Early test-net participant.
Genesis block producer on numerous networks and maker of the popular Hubble Staking explorer.
Serving and trusted by many original Polkadot investors.
Figment is a venture funded, registered Canadian company, based in Toronto. Canada offers stability, rule of law and clear crypto
No fee for minimum of 3 months.
Fully managed non- custodial reward optimization service accross all network nodes.
Figment Prime + discounts available for > 5,000 KSM. Contact us for more information.
100% missed reward SLA guarantee.
Active governance participant in the Kusama/Polkadot communities.
The world’s most advanced physical IDC + multi-cloud staking infrastructure.
100% reward success. Never been slashed or jailed on Kusama, Cosmos, Tezos, Livepeer and more
You maintain custody and control of your KSM tokens at all times.
Track real-time, historical, and future estimated returns.
Protected via industry-leading Delegation Agreement.
Enter your public wallet address to track your staking rewards and account balance.
FIGMENT NETWORKS ALPHA:
FIGMENT NETWORKS BRAVO:
You can add both to your address book here https://polkadot.js.org/apps/#/addressbook in order to use them.
Please see our comprehensive guide on fiat to crypto on-ramps for all staking tokens.View Guide
Dubbed “Polkadot’s wild cousin,” Kusama is intended to be an early, unaudited, and unrefined release of Polkadot. An R&D network.
However, Kusama will be independent from Polkadot. KSM token-holders will reportedly own the network, and there will be no central kill switch. The vision is for its stakeholders to maintain Kusama in service of new features and projects being prepared for Polkadot.
Kusama should enable developers to deploy a parachain or test other Polkadot features, as well as mechanisms of governance, staking, nomination, and validating — with real economic conditions. Ultimately, Kusama should be a highly experimental version of Polkadot, running an early version of the code that will become Polkadot. A testbed for projects and progressive concepts.
Culturally, canary has become a warning flag symbol. Canaries were known to easily die from poisonous gases, so miners used them while working in tunnels as an early warning mechanism. A warrant canary is a method by which a communications service provider can indirectly inform its users of a secret government subpoena, despite legal communication prohibitions. Kusama is intended to be Polkadot’s canary network, “warning of issues for the developers downchain.”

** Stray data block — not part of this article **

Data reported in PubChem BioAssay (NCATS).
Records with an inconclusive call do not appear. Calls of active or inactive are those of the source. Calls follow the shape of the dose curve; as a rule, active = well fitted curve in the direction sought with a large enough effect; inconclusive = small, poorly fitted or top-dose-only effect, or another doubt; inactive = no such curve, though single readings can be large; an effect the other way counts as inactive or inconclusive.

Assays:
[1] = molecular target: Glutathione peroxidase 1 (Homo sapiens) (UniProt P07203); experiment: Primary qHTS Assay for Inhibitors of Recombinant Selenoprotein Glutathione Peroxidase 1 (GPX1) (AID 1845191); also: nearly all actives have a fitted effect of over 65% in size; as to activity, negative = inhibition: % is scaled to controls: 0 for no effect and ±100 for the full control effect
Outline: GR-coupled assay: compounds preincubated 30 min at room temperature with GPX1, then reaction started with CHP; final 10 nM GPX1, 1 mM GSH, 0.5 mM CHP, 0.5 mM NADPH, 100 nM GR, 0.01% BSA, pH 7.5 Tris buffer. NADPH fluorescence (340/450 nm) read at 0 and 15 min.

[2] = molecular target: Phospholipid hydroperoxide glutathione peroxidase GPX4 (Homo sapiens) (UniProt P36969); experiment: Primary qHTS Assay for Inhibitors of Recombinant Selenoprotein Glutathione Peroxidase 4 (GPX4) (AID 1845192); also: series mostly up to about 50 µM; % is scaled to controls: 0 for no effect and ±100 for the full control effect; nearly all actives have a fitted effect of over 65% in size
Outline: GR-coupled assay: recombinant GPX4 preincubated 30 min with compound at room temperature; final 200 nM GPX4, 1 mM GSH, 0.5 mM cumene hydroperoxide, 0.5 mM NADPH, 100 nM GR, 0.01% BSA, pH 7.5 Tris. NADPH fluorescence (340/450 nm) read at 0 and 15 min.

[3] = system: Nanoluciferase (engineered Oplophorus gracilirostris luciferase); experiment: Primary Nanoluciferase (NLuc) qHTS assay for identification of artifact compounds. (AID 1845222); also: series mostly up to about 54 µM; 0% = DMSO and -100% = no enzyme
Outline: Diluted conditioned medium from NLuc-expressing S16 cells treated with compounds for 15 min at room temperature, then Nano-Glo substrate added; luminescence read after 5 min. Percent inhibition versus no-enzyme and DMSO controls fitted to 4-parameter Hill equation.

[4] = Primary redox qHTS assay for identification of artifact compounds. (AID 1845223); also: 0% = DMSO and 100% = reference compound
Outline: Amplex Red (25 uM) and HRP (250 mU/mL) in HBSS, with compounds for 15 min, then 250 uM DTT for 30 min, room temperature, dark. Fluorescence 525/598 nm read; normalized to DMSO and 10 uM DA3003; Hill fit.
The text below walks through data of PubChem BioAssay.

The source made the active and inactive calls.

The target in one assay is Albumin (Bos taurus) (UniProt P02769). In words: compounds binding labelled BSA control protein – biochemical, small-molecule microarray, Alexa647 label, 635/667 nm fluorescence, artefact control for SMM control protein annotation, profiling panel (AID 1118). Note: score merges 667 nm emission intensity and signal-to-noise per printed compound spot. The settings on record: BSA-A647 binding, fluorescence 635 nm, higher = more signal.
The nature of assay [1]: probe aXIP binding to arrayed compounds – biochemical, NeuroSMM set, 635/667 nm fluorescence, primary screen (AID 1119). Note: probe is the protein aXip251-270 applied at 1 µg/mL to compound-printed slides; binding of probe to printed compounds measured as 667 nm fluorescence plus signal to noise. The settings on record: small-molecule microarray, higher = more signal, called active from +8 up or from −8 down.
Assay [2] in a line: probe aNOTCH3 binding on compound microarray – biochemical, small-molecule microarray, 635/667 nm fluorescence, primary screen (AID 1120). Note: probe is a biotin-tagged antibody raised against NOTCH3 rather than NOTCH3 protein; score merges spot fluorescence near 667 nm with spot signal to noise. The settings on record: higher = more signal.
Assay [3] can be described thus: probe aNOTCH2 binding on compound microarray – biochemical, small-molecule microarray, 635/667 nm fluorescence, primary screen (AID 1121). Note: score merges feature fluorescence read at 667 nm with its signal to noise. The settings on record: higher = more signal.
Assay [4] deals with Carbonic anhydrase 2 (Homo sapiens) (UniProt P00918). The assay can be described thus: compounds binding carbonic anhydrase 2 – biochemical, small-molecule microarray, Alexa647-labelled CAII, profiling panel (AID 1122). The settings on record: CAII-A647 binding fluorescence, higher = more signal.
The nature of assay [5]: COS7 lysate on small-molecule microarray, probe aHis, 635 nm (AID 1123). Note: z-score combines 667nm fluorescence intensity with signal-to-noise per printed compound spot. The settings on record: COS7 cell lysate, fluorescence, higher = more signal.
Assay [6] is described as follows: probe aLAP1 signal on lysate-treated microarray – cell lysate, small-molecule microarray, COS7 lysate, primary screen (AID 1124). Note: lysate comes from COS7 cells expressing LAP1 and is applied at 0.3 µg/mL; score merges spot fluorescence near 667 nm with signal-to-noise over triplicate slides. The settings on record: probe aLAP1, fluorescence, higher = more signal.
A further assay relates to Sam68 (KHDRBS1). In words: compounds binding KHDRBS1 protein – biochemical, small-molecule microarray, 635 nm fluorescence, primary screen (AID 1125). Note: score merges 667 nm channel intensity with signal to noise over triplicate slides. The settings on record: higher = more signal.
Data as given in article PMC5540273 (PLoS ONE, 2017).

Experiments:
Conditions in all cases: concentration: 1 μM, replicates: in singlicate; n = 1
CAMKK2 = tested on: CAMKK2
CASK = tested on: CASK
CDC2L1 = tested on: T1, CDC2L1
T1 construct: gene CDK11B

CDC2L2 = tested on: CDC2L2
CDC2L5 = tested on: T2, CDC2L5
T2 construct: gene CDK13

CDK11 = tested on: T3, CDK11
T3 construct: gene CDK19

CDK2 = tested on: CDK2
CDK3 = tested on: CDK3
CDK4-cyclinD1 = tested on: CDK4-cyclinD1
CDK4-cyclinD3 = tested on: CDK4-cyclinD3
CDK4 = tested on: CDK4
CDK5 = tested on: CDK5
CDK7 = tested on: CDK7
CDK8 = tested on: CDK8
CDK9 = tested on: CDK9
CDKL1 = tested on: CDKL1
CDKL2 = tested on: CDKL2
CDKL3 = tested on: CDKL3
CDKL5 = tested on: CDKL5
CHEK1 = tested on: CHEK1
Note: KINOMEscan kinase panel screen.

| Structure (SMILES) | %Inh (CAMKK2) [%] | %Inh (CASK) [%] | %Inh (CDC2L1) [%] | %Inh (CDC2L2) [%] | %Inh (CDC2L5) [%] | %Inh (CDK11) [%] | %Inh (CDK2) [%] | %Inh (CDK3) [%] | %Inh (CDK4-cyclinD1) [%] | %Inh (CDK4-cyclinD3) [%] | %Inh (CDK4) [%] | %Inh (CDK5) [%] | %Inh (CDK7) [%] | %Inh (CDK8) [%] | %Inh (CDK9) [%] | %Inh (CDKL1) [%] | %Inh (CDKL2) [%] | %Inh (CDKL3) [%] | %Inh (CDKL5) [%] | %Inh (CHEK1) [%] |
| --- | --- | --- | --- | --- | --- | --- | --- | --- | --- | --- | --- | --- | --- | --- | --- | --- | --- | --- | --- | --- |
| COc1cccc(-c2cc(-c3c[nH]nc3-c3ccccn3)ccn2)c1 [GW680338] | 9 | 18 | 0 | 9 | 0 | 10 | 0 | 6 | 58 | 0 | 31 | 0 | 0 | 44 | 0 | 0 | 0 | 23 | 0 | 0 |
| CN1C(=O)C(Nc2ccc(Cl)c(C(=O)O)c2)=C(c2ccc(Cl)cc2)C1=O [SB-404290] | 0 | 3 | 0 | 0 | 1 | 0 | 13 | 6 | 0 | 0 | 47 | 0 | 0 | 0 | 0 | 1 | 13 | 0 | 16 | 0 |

If you own DOTs, you own KSM
The genesis distribution of KSM will mirror that for DOT: if you purchased DOTs in the sale, then you own an equal share of the Kusama network.
What the DOT is to Polkadot, KSM is to Kusama: the token that powers the network. Scroll a bit lower to read about what you can do with KSM. As for KSM’s value, that’s entirely speculative. KSM is like a sub-DOT, and it may have value for the same reason that DOTs may have value — because someone else might pay you for them. It’s a limited-supply asset, and if there are people that need more KSM than what the Polkadot team and/or foundation provide (via grants & faucet), a market for KSM could emerge. And in crypto, speculators be speculators ‾\_(ツ)_/‾
Kusama is supposed to be a messy, breaking, test environment — real applications aren’t supposed to be built on it, so it may not accrue much value. But it may. Like any other token, KSM’s potential value will depend on speculation and its usefulness. And though Kusama isn’t a mainnet, it’s also not a testnet.
Testnet tokens are valued at $0.00. Unlike testnets, the expectation with Kusama is that the network will live on. Even if it crashes and has to be rebooted, its state should be preserved; if you hold 10 KSM, you can expect to have 10 KSM in the future. So the environment to accrue value is there.
With KSM, you can validate, nominate validators, bond parachains, pay for interoperability message passing, and participate in governance on the Kusama network. The Polkadot team provided this user guide.
Participating on Kusama with your KSM could earn you some DOTs. One percent of DOT tokens at Polkadot genesis are reserved as a grant for Kusama’s stakeholders and community, though the mechanics have not yet been published. Staking your KSM will entitle you to rewards in KSM.
If you’re not planning to run a validator, you can use a validator service, such as what Figment Networks provides. In Kusama, you can be a nominator, which is the process for delegating your stake.
The nominator 1) publishes a list of validator candidates that they trust and 2) submits the number of staked KSM to support them with (ie. delegate). The candidates elected as validators will share the staking risks and rewards with their nominators. If you‘d like to nominate us, email@example.com.
We don’t yet know the returns for staking KSM. If 50% of KSM is staked, then each validator will reportedly receive approximately 20% annual KSM returns, provided they are not punished for breaking protocol rules.
All of this may change (and will, if all goes well!)
One of the most exciting things about Kusama, for me, is that it will be a testbed for on-chain governance. We’ll get to try new features and protocol rules with real economic conditions. Kusama should be at the forefront of innovation — a beacon for the Polkadot network, and we’re looking forward to leading those initiatives.
Though Kusama has many of the elements of a testnet, and many elements of a mainnet, our position is that it is neither. Kusama just is. Well, soon. We can expect Kusama in September 2019.
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Kusama uses NPoS (Nominated Proof-of-Stake) as its mechanism for selecting the validator set. The system encourages DOT holders to participate as nominators that elect which validators may participate. Nominators may select up to 16 validators as trusted validator candidates to stake with.
Validators assume the role of producing new blocks, validating parachain blocks, and guaranteeing finality. Nominators may select validator candidates, enabling the protocol to potentially select and back some of these validators with their nominators’ stake.